Peat moss is made up of dead fibrous material that forms when mosses and other living material decompose. This will help your plants retain moisture! Peat Moss has an acidic pH, doesn’t compact or break down easily, holds several times its weight in moisture and can release that moisture to the plant’s roots as needed. It also holds onto nutrients so that they don’t rinse out of the soil when you water the plant. But peat moss alone may drown the plants, so it should only make up between one-third to two-thirds of the total volume of the mix. Is your soil is often dry and crusty? It’s likely not retaining enough water and could use some peat moss!

Vermiculite

Like perlite, vermiculite is an effective soil conditioner that can loosen compacted soil, provide drainage, and hold three to four times its weight in water. However, vermiculite has a higher water-holding capacity than perlite. So for houseplants, perlite may be the better option for proper drainage. Consider vermiculite if you’re repotting outdoor container plants or if you garden in a dry climate.

Pumice

Pumice is a lightweight volcanic rock that is made up of tiny air bubbles (maybe found as a stone in your shower). Pumice is another alternative to perlite for improving drainage in your plant but is also really good at maintaining soil structure. It can both reduce water runoff by increasing soil absorption in sandy soils and absorb excess moisture so roots don’t rot.

To sum up, figuring out where your current soil falls short is the most important factor for choosing amendments. Is it constantly damp? Add sand, perlite, pumice, or vermiculite to increase drainage and aeration. Does your plant dry out quickly… too quickly?! Add some clay, peat moss, and/or organic matter to help retain water between waterings.

Fun fact: Organic matter also acts as a fertilizer to help maintain nutrient levels. (More on making your own organic matter through composting in our next blog post!).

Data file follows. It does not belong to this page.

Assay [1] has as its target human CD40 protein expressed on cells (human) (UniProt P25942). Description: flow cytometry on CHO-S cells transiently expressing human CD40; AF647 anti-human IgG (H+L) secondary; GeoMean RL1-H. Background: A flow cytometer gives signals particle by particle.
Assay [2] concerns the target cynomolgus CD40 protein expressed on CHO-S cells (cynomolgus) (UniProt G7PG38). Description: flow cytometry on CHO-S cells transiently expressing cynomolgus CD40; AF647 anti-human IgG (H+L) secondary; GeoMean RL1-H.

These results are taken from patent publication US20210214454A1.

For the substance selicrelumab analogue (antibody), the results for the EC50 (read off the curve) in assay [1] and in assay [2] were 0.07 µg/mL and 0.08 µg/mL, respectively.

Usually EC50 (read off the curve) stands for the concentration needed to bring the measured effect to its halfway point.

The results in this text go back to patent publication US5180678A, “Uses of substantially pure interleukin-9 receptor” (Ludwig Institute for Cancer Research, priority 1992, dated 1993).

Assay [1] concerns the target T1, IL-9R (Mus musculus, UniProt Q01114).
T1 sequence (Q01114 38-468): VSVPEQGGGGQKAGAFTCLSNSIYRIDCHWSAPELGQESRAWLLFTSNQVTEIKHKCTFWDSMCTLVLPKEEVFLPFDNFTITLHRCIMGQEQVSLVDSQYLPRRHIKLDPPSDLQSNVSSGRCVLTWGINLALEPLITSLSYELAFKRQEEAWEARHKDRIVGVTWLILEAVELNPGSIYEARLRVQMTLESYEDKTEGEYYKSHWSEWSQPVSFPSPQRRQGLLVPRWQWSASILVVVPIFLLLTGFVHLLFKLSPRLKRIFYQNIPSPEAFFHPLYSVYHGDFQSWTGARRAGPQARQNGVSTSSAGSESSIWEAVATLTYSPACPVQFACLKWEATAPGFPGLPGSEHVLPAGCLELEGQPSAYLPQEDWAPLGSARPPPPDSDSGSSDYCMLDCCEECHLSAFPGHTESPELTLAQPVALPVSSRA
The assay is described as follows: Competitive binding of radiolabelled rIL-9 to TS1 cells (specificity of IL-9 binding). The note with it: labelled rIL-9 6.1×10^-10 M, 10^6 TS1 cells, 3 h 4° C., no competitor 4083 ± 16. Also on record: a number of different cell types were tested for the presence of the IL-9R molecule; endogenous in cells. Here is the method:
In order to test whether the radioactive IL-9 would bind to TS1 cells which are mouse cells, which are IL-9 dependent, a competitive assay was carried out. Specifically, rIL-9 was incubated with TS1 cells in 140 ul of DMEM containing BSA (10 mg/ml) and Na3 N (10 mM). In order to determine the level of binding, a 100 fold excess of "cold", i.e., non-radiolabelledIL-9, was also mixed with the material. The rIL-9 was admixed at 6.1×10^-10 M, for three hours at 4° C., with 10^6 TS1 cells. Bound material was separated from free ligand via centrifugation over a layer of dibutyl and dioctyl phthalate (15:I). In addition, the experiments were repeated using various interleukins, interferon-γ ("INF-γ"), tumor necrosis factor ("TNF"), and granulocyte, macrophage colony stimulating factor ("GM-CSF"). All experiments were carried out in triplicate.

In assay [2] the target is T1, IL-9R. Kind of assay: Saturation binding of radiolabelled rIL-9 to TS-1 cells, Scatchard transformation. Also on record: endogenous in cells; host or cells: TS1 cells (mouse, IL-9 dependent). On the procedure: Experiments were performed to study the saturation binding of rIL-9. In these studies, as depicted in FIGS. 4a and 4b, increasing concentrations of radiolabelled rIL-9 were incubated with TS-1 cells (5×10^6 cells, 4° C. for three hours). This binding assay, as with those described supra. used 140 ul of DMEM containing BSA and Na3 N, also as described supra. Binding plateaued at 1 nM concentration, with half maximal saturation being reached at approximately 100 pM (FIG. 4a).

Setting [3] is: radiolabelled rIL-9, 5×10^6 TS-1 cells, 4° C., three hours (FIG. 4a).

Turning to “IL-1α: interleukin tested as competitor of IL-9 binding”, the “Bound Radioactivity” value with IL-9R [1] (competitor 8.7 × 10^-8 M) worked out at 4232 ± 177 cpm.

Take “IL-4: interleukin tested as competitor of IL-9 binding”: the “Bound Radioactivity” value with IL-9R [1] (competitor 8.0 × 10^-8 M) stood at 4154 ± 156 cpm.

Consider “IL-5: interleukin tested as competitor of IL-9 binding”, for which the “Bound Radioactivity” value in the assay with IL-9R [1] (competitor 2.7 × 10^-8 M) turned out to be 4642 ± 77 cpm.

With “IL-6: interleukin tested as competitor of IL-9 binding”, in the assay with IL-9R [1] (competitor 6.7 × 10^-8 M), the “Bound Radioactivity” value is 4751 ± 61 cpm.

How to Mix it Up

Whether you are repotting or just want to jump start your plants growth, it’s recommended to switch out at least one-third of the current soil.

Once you choose the amendments you think will best help your plant, a good rule of thumb is to use equal parts of these materials. Although, feel free to try out different recipes and see how it goes! Just make sure to blend your creation well before adding it to the pot.

Personally, I like to start with a store-bought potting mix and add amendments depending on the plant I’m working with. My succulents? I’ll mix in a hearty helping of perlite (sometimes even pebbles for extra drainage). For my perpetually dry ficus, I’ll add in just a small handful of perlite and a generous portion of peat moss to help keep the soil hydrated between waterings.

And that’s it! Easy peasy. Even just a little amendment to your soil can make for a very thankful plant and you should see the results of your efforts rather quickly!

If you’ve stuck with me through the series, I’d say you are now a pretty capable plant owner! We’ve explored the main factors that affect your houseplant: water, light, and soil. We hope we were able to provide some insight on your plants’ likes and dislikes and that you now have all the know-how to help your plants thrive for years to come!

Troubleshooting Your Houseplant: Soil